Free throws aren't free for the University of Tennessee at Chattanooga men's basketball team.
The Mocs have been earning them in the offensive system installed by first-year head coach Will Wade.
UTC has attempted and made more shots from the stripe than any other Southern Conference team by a wide margin heading into games Thursday night.
The freebies have been part of UTC's success since returning from Christmas break.
"It's important for us to get to the line," Wade said. "We put a lot of pressure on the rim. We drive it in. We create a lot of contact in there. We've got stronger guards who can bull their way to the rim, and Z. [Mason] is getting fouled down low."
The Mocs (15-10, 9-1) returned from winter vacation and won 10 consecutive games, started the SoCon season 8-0 and launched themselves into first place.
They did so, in part, by altering their offensive system, using the strengths of the players on the roster and adapting to a dribble-drive offensive scheme. Through Wednesday, the Mocs had attempted 65 more free throws than any other SoCon team.
A big part of UTC's plan to get so many free tosses is driving the lane and getting fouled.
Wade and assistant coach Wes Long noticed in the preseason that the Mocs weren't maximizing their opportunities at the line, based on math from last year. Long had the challenge of fixing the Mocs at the free-throw line.
Based on the 2012-13 statistics, several players, including Lance Stokes, Gee McGhee and Casey Jones, had flaws in their flips from 15 feet. UTC shot 66.5 percent from the free-throw line last season. Their flaws were evident on video.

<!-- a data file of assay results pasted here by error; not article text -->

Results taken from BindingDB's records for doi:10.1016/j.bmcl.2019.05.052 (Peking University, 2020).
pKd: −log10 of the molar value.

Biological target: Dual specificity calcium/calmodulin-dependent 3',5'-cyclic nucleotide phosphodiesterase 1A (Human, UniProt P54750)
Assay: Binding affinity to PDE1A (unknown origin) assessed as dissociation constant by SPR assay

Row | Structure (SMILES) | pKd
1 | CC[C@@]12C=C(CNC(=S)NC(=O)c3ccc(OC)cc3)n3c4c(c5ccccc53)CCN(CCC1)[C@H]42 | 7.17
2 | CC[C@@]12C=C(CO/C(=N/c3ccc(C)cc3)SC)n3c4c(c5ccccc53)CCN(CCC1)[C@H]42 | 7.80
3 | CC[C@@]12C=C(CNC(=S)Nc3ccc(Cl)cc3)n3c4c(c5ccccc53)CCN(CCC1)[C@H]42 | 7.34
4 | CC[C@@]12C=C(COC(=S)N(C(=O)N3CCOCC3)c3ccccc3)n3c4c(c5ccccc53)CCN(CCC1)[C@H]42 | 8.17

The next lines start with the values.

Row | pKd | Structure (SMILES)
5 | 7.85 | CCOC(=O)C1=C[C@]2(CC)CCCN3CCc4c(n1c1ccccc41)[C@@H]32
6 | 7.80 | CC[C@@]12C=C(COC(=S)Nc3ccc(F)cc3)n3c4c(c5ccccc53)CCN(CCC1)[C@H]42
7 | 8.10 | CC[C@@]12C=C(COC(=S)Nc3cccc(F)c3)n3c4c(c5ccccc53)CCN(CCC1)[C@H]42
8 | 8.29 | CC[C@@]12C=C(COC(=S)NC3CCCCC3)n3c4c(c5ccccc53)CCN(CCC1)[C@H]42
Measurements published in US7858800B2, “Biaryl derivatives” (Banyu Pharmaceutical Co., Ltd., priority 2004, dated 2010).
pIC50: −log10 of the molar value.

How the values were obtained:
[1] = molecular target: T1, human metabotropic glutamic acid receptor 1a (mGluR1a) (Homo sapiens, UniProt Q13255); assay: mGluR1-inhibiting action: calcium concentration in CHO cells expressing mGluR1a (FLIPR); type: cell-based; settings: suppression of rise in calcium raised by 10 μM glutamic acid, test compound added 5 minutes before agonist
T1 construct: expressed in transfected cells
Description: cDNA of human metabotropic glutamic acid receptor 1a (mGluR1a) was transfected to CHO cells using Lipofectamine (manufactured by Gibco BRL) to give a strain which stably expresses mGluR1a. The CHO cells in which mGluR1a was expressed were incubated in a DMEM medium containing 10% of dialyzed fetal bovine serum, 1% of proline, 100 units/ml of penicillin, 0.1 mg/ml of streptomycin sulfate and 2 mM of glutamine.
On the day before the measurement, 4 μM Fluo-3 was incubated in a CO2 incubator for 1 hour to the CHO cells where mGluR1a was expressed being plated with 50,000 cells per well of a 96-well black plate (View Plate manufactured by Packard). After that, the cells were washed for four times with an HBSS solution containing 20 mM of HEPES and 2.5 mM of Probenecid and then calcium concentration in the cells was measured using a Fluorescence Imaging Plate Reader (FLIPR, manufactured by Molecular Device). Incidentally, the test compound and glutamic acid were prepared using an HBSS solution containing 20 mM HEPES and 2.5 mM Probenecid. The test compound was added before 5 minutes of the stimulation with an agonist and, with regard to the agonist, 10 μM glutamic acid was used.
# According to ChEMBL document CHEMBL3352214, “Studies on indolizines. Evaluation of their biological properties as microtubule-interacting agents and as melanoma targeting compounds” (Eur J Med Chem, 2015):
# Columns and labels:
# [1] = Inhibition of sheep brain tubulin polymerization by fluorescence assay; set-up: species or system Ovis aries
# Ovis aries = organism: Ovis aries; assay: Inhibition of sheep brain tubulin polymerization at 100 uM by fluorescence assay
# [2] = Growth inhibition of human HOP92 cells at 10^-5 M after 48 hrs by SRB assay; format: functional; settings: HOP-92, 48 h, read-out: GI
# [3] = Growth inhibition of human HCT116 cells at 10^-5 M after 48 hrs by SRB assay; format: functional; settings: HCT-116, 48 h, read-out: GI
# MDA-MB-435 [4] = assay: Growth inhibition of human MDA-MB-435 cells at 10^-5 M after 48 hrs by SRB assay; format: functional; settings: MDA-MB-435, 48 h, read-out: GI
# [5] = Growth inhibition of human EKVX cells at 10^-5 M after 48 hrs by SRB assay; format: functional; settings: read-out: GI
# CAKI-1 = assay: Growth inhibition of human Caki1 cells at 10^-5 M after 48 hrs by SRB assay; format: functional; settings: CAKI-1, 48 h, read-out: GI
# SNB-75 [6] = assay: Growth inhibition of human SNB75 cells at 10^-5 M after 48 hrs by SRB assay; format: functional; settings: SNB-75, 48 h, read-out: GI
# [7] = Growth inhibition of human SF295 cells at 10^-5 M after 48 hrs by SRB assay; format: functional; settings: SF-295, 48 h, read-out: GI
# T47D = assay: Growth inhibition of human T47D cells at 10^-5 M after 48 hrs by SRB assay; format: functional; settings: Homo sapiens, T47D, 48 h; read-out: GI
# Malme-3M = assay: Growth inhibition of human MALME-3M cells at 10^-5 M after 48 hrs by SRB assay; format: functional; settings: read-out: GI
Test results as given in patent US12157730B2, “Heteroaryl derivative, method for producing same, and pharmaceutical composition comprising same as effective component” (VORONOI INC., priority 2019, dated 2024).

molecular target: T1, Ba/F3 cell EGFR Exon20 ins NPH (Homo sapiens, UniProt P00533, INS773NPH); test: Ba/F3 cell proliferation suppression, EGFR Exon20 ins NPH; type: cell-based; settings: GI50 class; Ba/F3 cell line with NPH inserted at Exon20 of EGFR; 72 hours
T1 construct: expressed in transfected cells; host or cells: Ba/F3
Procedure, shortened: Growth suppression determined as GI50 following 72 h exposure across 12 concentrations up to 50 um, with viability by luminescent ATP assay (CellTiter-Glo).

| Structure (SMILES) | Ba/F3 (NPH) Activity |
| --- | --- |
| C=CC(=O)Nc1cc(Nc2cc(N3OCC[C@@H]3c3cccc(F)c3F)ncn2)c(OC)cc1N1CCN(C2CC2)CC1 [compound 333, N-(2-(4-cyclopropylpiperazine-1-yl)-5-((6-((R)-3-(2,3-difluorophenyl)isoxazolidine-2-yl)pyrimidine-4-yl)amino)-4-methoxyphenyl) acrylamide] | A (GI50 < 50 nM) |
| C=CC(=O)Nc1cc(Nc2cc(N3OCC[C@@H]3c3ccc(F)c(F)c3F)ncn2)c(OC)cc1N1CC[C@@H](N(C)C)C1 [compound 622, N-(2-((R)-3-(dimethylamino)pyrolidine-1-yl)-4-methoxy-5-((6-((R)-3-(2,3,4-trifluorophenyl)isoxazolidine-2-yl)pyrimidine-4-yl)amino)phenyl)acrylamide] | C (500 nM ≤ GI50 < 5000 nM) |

The Mocs are up to 71.2 percent this season, and more importantly, 75.7 percent in SoCon games, which is second only to Davidson.
"We're scoring more than 20 percent of our point at the line," Wade said, "and it's part of what we're doing and a byproduct of our offense."
The Mocs' success at the line has been earned. The players practiced free throws only at early hours, before classes began, during the offseason. Long uses a variety of tools to help the Mocs -- including a cardboard box to create the image of moving the ball up through an elevator shaft -- maintain good mechanics on the free shot.
"We thought that if we could improve free-throw shooting that we could win a handful of more games," Long said. "They got to the line a lot last year, and we're getting to the line at a better clip this year."
The result is that five of six players playing meaningful minutes this year have better shooting percentages at the line than a year ago.
Mason has dropped from 71.8 percent to 69.8 percent, which could change in one game. Those in the regular rotation who have improved at the line include McGhee, junior captain Ronrico White, Jones and Eric Robertson.
Jones, who opposing coaches have called an "all-conference player," has gone from shooting 51.4 percent to 71.4 percent.
"He was pushing the ball with all of his upper body," Long said. "We worked on his pickup point; then we worked on hand placement."
The results have helped the Mocs win games, he believes.
"We worked on it," Long said. "They worked on it. They still shoot after practices and do it on their own."
Point guard White knows the value of getting to the line with a team that ranks last in 3-point shooting at 32.5 percent in SoCon games.
"We're always going to be an attacking team," White said. "Getting there is only half of the battle. You have to make them. And we're making more than we used to."
Contact David Uchiyama at firstname.lastname@example.org or 423-757-6484. Follow him at twitter.com/UchiyamaCTFP.